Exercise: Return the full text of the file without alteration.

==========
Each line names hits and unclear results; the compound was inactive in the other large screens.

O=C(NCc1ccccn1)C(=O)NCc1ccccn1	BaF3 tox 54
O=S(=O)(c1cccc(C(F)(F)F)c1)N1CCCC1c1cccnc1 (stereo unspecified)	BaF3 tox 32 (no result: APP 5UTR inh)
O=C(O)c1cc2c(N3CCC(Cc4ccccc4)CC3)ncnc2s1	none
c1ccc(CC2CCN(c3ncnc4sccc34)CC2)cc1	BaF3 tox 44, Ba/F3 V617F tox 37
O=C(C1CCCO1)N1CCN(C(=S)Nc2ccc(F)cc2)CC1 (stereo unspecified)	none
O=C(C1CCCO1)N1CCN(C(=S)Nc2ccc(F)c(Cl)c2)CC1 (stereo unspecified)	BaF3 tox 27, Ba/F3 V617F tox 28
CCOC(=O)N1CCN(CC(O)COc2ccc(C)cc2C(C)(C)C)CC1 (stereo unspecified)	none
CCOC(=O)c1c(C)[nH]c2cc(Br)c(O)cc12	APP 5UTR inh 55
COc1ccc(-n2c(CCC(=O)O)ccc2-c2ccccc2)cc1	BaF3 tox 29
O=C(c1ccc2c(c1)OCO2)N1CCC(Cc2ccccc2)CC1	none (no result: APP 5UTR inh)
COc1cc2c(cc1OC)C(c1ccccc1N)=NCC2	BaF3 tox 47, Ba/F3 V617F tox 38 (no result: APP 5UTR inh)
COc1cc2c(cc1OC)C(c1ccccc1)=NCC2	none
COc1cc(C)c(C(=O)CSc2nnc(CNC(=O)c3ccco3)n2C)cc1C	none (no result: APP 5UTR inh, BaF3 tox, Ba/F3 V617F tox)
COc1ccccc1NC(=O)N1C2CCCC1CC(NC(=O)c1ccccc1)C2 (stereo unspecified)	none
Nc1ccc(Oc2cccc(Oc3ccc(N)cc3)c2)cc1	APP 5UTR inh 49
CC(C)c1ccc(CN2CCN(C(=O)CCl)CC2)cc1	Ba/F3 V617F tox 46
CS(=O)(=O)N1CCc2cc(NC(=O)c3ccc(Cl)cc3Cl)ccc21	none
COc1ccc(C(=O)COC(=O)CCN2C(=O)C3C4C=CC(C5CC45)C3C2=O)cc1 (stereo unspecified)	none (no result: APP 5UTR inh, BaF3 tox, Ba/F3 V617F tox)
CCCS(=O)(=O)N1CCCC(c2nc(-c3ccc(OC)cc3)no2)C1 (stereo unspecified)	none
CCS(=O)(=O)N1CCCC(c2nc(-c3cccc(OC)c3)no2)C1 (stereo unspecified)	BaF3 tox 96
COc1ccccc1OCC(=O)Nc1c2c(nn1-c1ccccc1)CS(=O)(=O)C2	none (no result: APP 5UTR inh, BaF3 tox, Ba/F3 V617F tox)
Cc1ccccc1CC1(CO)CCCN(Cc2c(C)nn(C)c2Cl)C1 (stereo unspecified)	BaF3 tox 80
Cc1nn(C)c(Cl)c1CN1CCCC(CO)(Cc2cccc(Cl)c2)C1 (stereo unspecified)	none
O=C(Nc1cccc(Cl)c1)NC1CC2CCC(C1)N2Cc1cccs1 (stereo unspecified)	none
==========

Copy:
Each line names hits and unclear results; the compound was inactive in the other large screens.

O=C(NCc1ccccn1)C(=O)NCc1ccccn1	BaF3 tox 54
O=S(=O)(c1cccc(C(F)(F)F)c1)N1CCCC1c1cccnc1 (stereo unspecified)	BaF3 tox 32 (no result: APP 5UTR inh)
O=C(O)c1cc2c(N3CCC(Cc4ccccc4)CC3)ncnc2s1	none
c1ccc(CC2CCN(c3ncnc4sccc34)CC2)cc1	BaF3 tox 44, Ba/F3 V617F tox 37
O=C(C1CCCO1)N1CCN(C(=S)Nc2ccc(F)cc2)CC1 (stereo unspecified)	none
O=C(C1CCCO1)N1CCN(C(=S)Nc2ccc(F)c(Cl)c2)CC1 (stereo unspecified)	BaF3 tox 27, Ba/F3 V617F tox 28
CCOC(=O)N1CCN(CC(O)COc2ccc(C)cc2C(C)(C)C)CC1 (stereo unspecified)	none
CCOC(=O)c1c(C)[nH]c2cc(Br)c(O)cc12	APP 5UTR inh 55
COc1ccc(-n2c(CCC(=O)O)ccc2-c2ccccc2)cc1	BaF3 tox 29
O=C(c1ccc2c(c1)OCO2)N1CCC(Cc2ccccc2)CC1	none (no result: APP 5UTR inh)
COc1cc2c(cc1OC)C(c1ccccc1N)=NCC2	BaF3 tox 47, Ba/F3 V617F tox 38 (no result: APP 5UTR inh)
COc1cc2c(cc1OC)C(c1ccccc1)=NCC2	none
COc1cc(C)c(C(=O)CSc2nnc(CNC(=O)c3ccco3)n2C)cc1C	none (no result: APP 5UTR inh, BaF3 tox, Ba/F3 V617F tox)
COc1ccccc1NC(=O)N1C2CCCC1CC(NC(=O)c1ccccc1)C2 (stereo unspecified)	none
Nc1ccc(Oc2cccc(Oc3ccc(N)cc3)c2)cc1	APP 5UTR inh 49
CC(C)c1ccc(CN2CCN(C(=O)CCl)CC2)cc1	Ba/F3 V617F tox 46
CS(=O)(=O)N1CCc2cc(NC(=O)c3ccc(Cl)cc3Cl)ccc21	none
COc1ccc(C(=O)COC(=O)CCN2C(=O)C3C4C=CC(C5CC45)C3C2=O)cc1 (stereo unspecified)	none (no result: APP 5UTR inh, BaF3 tox, Ba/F3 V617F tox)
CCCS(=O)(=O)N1CCCC(c2nc(-c3ccc(OC)cc3)no2)C1 (stereo unspecified)	none
CCS(=O)(=O)N1CCCC(c2nc(-c3cccc(OC)c3)no2)C1 (stereo unspecified)	BaF3 tox 96
COc1ccccc1OCC(=O)Nc1c2c(nn1-c1ccccc1)CS(=O)(=O)C2	none (no result: APP 5UTR inh, BaF3 tox, Ba/F3 V617F tox)
Cc1ccccc1CC1(CO)CCCN(Cc2c(C)nn(C)c2Cl)C1 (stereo unspecified)	BaF3 tox 80
Cc1nn(C)c(Cl)c1CN1CCCC(CO)(Cc2cccc(Cl)c2)C1 (stereo unspecified)	none
O=C(Nc1cccc(Cl)c1)NC1CC2CCC(C1)N2Cc1cccs1 (stereo unspecified)	none